Sixteen years and fourteen days. That is how long Yassin al-Haj Saleh was imprisoned in the cells of Assad senior. The Syrian author is not however a broken man, even though his wife and brother disappeared three years ago, kidnapped by radical Islamists. Even when Aleppo is in ruins. ‘In prison I became immune to despair.’
Our interview is already over when Yassin al-Haj Saleh, 55, has to go on stage. The Syrian writer has been invited to Brussels by the European Endowment for Democracy. While bombs are mercilessly hitting Aleppo – the city where long ago he studied medicine – he has come to Brussels to ask for attention for the only party in this conflict that is constantly being neglected: the Syrian people. But first he wants to tell us one more thing.
‘In the past hour I noticed that you expect me to have an answer to all possible questions’, he says, already in the door. ‘That happens regularly: because I’m Syrian, people think I know everything about this conflict. But it’s getting harder and harder to explain what happens on the ground. In my country it’s not a civil war which is unfolding. It has become a complex international conflict in which tens of countries are participating.’ He raises his hands. ‘I also don’t have all the answers.’
Saleh is a privileged witness, however. On 30 March 2011, two weeks after the Syrian revolution started, he decided to go underground in Damascus. In the struggle against Bashar al-Assad the author wanted to leave no stone unturned, not mince his words. Saleh already had witnessed the Assads’ horrors first hand before. When he was 19 years old, in 1980, he was imprisoned by the regime of Hafez al-Assad, Bashar’s father. He was only released in 1996, when he was 35.
It wasn’t the end of his ordeal. In 2013 the situation in his own country became too dangerous for him, so he left for Istanbul, where he still lives. Soon after his departure, his wife Samira Khalil was kidnapped by a radical Islamist group in Syria. Saleh has not heard from her since. In the same year, a few months before Samira’s abduction, his brother Feras was plucked off the street by Islamic State terrorists. He, too, disappeared without a trace.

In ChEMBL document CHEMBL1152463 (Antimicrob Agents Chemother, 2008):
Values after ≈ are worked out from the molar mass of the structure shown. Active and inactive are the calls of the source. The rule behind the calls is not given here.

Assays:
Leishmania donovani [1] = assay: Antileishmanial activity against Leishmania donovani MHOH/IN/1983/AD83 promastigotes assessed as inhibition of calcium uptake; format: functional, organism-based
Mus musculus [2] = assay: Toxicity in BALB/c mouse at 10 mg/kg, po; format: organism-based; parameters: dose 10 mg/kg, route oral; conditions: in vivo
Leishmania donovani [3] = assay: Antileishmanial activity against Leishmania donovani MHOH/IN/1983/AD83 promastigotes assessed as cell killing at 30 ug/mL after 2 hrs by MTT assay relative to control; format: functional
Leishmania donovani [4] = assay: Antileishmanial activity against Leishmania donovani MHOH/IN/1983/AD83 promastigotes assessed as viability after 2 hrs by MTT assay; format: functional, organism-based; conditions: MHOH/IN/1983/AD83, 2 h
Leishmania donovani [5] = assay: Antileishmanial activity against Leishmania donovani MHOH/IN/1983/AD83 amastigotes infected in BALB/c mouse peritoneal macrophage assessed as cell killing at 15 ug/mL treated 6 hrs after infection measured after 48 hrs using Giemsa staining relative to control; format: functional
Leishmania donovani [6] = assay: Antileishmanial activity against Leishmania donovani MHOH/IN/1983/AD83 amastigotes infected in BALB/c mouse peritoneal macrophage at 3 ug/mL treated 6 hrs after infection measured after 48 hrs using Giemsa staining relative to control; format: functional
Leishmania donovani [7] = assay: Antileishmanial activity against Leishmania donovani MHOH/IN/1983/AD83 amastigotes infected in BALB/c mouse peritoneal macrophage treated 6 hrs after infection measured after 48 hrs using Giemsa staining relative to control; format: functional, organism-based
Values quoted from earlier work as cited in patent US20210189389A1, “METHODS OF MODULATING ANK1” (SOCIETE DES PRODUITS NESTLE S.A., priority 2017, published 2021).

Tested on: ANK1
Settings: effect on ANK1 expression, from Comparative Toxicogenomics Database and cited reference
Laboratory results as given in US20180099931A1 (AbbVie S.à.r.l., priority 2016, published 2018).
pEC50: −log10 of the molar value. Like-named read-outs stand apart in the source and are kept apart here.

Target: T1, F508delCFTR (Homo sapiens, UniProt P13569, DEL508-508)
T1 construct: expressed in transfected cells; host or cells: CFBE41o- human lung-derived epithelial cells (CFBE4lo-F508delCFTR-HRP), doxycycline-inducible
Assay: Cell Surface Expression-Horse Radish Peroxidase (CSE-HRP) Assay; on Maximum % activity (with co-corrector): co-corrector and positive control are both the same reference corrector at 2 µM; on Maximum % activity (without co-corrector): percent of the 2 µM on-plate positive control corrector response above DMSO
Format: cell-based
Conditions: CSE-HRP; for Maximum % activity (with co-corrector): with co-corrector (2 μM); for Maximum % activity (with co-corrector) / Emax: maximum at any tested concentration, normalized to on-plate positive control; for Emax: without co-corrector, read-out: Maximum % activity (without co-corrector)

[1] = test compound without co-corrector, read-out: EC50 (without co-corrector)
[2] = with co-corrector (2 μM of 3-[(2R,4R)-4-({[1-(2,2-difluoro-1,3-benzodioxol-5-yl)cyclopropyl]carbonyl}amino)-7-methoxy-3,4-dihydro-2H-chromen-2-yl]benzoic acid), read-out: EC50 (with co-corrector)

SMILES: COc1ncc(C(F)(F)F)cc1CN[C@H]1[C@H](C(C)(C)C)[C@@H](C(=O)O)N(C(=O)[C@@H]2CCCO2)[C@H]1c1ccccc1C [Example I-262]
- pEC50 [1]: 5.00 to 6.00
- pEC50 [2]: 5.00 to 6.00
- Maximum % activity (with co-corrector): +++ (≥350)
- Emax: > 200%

Saleh has remained active all this time. In Istanbul he co-founded Hamish (Arabic for the words margin and footnote),the Syrian Culture House in Istanbul. He also remains a prolific writer, publishing books, essays and opinion articles, mainly in Arabic publications. Hence he is often called the ‘conscience’ of the Syrian revolution. He is a charming man with melancholic eyes and a marvelous smile, even when every day it gets harder to show that smile. In the past weeks and months he looked on with abhorrence at what is going on in Aleppo.
‘This touches me very deeply’, he explains. Our interview is conducted in English, a language Saleh learned in solitude in his years in jail. ‘I earned my diploma in Aleppo. I lived in that city for seven years. I know the neighborhoods which are now under bombardment, and the people who are dying there. It’s terrible. But it’s much more than a personal drama. In front of our eyes, in real time, one of the oldest cities in the world is being destroyed. Aleppo is one of the cradles of civilization. The deafening silence of the international community makes it even worse. They look away from this massive, unspeakable suffering. In doing that, humanity cuts itself in the flesh.’
De Standaard: In which way?
Yassin al-Haj Saleh: First one person was getting killed and it was ignored. Then ten people, a thousand, and it was still being ignored. By now there are half a million casualties in Syria. Still looking away is only possible for those who can switch off all their sensitivity to human suffering. To justify their stance, they use the most reprehensible of arguments: Syrians are backward, they’re extremists, terrorists etc. People are being killed and slandered. This is effectually double killing. The drama in Aleppo will haunt the world for decades.
DS: You know many people there. Do they still long for freedom? Or do they mainly hope that the war would finish now?
YHS: Do they have to chose? They long for the end of this war and they long for freedom.
DS: You don’t think there are Syrians who would accept Assad again, as long as the bombs will stop falling?
YHS: No, a large majority of Syrians wants him out. Even the people who ostensibly are loyal to Assad, do not respect him. They, too, want political change. And that change is only possible if the Assad dynasty disappears. One needs to bear in mind that Syria had a very special form of dictatorship: the Assad clan didn’t rule the country, they owned it. We, the citizens, were their slaves. Their strategy for Syria is clear: Assad, or no-one. If Assad can’t cling to his power, then the whole country – which they have been plundering for decades already – should disappear from the map.
I think Syrians are mainly tired. They don’t see any perspective for change anymore. This conflict is getting worse every year. The year 2016 was bloodier than 2015, which was worse than 2014 and so on. We keep descending deeper into hell. We have never received meaningful support or protection from those who are able to support and protect. The world has let Syrians down.
DS: Would the Syrians who demonstrated against Assad in 2011 have made the same choices, if they had known then what they know today?
YHS: I believe so. Syrians were encouraged by the revolutions in Tunisia, Egypt, Libya, Yemen and Bahrain. They were convinced that the world would not stand by idly if the regime would strike hard. That had happened before, in the early 1980s: Hafez al-Assad killed thousands of Syrians in Hama, a horrible crime which for us is a fresh memory. We rose up again in 2011, and we thought that a second Hama was impossible. Well, we were mistaken. By now the death toll in Syria is Hama twentyfold and more.
DS: In Spring of 2011 you yourself were convinced that Bashar al-Assad would be removed by the end of the year.